Ollie Phillips inspires Jamaica Olympic dream as he coaches national side on Kingston trip

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Continuing his international rugby mission as he tours the globe with the Clipper Race, former England Rugby Sevens captain and IRB Player of the Year, GREAT Britain’s Ollie Phillips, visited the national team in Kingston yesterday to find out more about Jamaica’s Olympic rugby aspirations. 

Jamaica, the home of world-famous sprinter Usain Bolt, is renowned for its athletics prowess but the same is not yet said for its rugby reputation, currently ranked 80th in the IRB world rankings.  Alan Beckford, Director of the Jamaican Olympic Association explained: “The Jamaica Olympic Association hopes to have as many sports as possible represented at the highest level. We currently participate in approximately six sports at the Olympics and rugby is certainly one of the sports we hope to increase that number with.

“Rugby in Jamaica is a budding sport. The players are doing very well we hope to make it to the next level and players like Ollie who are at the top level can only inspire us to reach that level. We are hoping that through our development programme that if not Rio 2016, by Tokyo 2020 the programme will be developed enough for us to qualify for the Olympics. We would love for Ollie to come back to Jamaica and help continue to inspire us in this goal.”

Ollie led the team in various skills and training drills, including one with the Under 19s and the national side team ahead of their match against Mexico next week.

Speaking after the sessions, he expressed: “The track and field is where Jamaica is traditionally outstanding which lends itself well to rugby. Jamaica has a big talent pool of athletes. The biggest challenge is to educate and coach not only the players but the coaches as to how they can improve at rugby.

“The Olympic flame ignites hope for everyone that they can go on and compete. They are a small side so they are up and coming. The Rugby Sevens event in the 2016 Rio Olympics might be too soon, but Tokyo 2020 is a real target for them. I think they are serious,” Ollie added.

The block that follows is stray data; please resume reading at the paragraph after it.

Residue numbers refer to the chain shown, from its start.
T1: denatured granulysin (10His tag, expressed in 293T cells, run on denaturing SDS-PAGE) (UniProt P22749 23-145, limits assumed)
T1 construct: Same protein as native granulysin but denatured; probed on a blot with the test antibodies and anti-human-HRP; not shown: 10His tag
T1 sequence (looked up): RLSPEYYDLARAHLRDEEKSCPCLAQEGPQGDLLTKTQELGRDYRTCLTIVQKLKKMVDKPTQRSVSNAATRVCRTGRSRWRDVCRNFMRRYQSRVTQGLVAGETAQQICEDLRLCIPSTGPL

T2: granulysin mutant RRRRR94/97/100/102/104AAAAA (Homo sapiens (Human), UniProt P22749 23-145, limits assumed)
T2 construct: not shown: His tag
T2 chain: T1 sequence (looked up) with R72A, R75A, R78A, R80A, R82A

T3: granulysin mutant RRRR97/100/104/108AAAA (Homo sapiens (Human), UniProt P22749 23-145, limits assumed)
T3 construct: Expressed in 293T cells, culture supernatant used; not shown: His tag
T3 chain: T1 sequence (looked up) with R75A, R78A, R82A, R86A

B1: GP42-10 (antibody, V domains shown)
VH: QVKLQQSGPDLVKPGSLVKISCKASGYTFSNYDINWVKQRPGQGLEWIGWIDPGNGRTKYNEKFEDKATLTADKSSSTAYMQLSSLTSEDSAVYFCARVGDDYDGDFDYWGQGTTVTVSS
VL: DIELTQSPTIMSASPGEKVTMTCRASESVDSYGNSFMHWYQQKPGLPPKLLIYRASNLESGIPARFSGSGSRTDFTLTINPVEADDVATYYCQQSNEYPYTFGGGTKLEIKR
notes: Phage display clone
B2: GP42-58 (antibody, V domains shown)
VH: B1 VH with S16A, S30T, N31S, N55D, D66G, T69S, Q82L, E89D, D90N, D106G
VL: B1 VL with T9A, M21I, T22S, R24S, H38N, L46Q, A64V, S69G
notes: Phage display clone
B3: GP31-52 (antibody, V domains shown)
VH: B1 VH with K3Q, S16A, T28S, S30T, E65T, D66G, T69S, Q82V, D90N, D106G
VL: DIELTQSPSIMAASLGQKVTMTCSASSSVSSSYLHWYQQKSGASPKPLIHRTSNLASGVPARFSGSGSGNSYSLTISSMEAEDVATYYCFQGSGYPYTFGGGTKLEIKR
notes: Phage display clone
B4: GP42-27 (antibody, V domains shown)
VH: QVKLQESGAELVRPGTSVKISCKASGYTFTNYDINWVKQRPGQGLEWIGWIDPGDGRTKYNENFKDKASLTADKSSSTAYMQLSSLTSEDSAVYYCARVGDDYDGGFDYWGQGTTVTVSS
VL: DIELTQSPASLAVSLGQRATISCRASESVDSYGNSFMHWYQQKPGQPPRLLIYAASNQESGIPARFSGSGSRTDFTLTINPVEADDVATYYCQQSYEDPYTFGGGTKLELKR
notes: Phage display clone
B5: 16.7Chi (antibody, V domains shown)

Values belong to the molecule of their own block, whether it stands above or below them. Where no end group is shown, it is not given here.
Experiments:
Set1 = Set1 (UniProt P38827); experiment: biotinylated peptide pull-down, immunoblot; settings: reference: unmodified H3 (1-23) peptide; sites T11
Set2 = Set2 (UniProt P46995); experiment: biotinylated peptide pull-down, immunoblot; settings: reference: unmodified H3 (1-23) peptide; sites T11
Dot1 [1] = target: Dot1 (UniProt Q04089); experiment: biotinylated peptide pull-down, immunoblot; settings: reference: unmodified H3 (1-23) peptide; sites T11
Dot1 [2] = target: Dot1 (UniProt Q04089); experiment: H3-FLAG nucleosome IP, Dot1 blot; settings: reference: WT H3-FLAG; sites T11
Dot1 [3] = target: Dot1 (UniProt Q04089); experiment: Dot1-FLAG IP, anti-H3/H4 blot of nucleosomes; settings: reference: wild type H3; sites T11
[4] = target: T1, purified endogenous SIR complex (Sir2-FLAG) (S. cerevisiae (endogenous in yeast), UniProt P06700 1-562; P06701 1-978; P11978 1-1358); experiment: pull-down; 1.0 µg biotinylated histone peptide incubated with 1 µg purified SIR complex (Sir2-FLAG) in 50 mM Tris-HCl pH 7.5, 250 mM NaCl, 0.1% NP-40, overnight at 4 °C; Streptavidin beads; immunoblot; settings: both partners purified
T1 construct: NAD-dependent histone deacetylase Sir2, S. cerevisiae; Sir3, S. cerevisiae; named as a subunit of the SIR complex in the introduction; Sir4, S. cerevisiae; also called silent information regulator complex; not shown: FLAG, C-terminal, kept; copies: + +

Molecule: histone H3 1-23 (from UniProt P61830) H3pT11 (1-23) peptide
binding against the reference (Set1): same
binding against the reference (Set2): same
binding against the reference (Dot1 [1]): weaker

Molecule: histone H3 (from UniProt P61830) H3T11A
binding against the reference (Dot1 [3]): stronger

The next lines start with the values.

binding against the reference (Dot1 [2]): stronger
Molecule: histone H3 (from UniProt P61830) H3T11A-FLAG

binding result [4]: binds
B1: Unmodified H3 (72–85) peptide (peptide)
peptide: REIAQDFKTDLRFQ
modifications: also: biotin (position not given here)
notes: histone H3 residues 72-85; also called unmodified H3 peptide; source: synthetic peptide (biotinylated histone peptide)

“We looked at the lines of running and how they are trying to beat their opposition. The knowledge was transferred and they started to grasp it and then it showed through in their play which was very encouraging.

Keith Narrin, Chairman of the Jamaican Rugby Football Union said: “As a former England rugby captain, from the motherland of rugby, Ollie clearly knows the sport inside out and was able to teach us some valuable lessons. It meant a lot to us to have a man of Ollie’s reputation and achievements to come and inspire us.

“These players see themselves as the core of a group that will eventually take us to the Olympics so whatever tips he can give them, I know they appreciate it.”

Asked what he thought of Ollie’s sailing journey, Keith observed: “Hearing about his experience on the Clipper Race and how he arrived here in Jamaica is fascinating. I wish I could have done something like that. To take a break from rugby and of all the things to do, to go around the world sailing, it is amazing.”

Speaking on his past ten months on the Clipper Race, Ollie said his international rugby mission during his round the world yacht race experience had had a very positive reaction.

“It has been a massive honour for me to go and see how rugby is touching the globe while visiting countries on the race. You don’t always get to see how it is expanding round the world when you are playing in a league. It is an honour and privilege to see my sport from a different perspective while on the Clipper Race.

“Every activation or coaching session we do is slightly different in each port and adds value to what this race is all about, bringing international sporting communities together through a common ground. These activities also act as a welcome release and a change of scenery which makes the race even better for me.”

Ollie finished his day with dinner at Usain Bolt’s Tracks and Records restaurant in Kingston and also fitted in a visit to the Bob Marley Museum.

Once he completes the Clipper 2013-14 Race in July 2014, Ollie hopes to re-join the national rugby team and hopes to play in the first rugby sevens at the 2016 Rio Olympics, where he plans to end his playing career.




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